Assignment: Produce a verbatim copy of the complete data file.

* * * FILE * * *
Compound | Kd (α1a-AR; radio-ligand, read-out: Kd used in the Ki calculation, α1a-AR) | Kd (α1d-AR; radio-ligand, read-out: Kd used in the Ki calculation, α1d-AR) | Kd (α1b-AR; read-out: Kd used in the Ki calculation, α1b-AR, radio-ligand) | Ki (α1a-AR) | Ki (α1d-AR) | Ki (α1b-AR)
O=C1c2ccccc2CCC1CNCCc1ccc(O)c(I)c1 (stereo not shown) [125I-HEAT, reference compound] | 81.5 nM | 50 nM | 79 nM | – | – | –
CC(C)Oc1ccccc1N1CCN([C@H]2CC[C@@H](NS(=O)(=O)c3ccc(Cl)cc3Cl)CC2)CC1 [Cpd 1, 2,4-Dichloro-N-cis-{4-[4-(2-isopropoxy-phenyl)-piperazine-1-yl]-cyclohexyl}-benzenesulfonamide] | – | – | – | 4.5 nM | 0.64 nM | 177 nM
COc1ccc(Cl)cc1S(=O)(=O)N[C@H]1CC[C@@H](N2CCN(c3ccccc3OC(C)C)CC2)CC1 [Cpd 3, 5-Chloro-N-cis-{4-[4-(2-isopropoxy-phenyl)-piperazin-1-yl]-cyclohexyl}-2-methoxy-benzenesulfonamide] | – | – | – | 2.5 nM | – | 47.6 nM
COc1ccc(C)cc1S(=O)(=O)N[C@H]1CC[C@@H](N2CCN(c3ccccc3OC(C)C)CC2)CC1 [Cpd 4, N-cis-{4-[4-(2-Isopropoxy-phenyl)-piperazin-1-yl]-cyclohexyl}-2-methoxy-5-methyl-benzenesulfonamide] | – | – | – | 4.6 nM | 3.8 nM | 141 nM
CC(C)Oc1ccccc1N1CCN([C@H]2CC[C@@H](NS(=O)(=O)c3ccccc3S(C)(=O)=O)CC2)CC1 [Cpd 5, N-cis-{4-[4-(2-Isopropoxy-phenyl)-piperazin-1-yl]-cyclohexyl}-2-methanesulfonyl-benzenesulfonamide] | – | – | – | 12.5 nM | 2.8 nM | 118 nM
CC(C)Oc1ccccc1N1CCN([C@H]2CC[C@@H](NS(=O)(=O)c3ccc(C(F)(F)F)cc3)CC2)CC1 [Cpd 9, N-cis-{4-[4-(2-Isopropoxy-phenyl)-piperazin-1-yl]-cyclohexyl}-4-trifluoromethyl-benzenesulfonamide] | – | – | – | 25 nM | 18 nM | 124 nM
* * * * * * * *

Compound | Kd (α1a-AR; radio-ligand, read-out: Kd used in the Ki calculation, α1a-AR) | Kd (α1d-AR; radio-ligand, read-out: Kd used in the Ki calculation, α1d-AR) | Kd (α1b-AR; read-out: Kd used in the Ki calculation, α1b-AR, radio-ligand) | Ki (α1a-AR) | Ki (α1d-AR) | Ki (α1b-AR)
O=C1c2ccccc2CCC1CNCCc1ccc(O)c(I)c1 (stereo not shown) [125I-HEAT, reference compound] | 81.5 nM | 50 nM | 79 nM | – | – | –
CC(C)Oc1ccccc1N1CCN([C@H]2CC[C@@H](NS(=O)(=O)c3ccc(Cl)cc3Cl)CC2)CC1 [Cpd 1, 2,4-Dichloro-N-cis-{4-[4-(2-isopropoxy-phenyl)-piperazine-1-yl]-cyclohexyl}-benzenesulfonamide] | – | – | – | 4.5 nM | 0.64 nM | 177 nM
COc1ccc(Cl)cc1S(=O)(=O)N[C@H]1CC[C@@H](N2CCN(c3ccccc3OC(C)C)CC2)CC1 [Cpd 3, 5-Chloro-N-cis-{4-[4-(2-isopropoxy-phenyl)-piperazin-1-yl]-cyclohexyl}-2-methoxy-benzenesulfonamide] | – | – | – | 2.5 nM | – | 47.6 nM
COc1ccc(C)cc1S(=O)(=O)N[C@H]1CC[C@@H](N2CCN(c3ccccc3OC(C)C)CC2)CC1 [Cpd 4, N-cis-{4-[4-(2-Isopropoxy-phenyl)-piperazin-1-yl]-cyclohexyl}-2-methoxy-5-methyl-benzenesulfonamide] | – | – | – | 4.6 nM | 3.8 nM | 141 nM
CC(C)Oc1ccccc1N1CCN([C@H]2CC[C@@H](NS(=O)(=O)c3ccccc3S(C)(=O)=O)CC2)CC1 [Cpd 5, N-cis-{4-[4-(2-Isopropoxy-phenyl)-piperazin-1-yl]-cyclohexyl}-2-methanesulfonyl-benzenesulfonamide] | – | – | – | 12.5 nM | 2.8 nM | 118 nM
CC(C)Oc1ccccc1N1CCN([C@H]2CC[C@@H](NS(=O)(=O)c3ccc(C(F)(F)F)cc3)CC2)CC1 [Cpd 9, N-cis-{4-[4-(2-Isopropoxy-phenyl)-piperazin-1-yl]-cyclohexyl}-4-trifluoromethyl-benzenesulfonamide] | – | – | – | 25 nM | 18 nM | 124 nM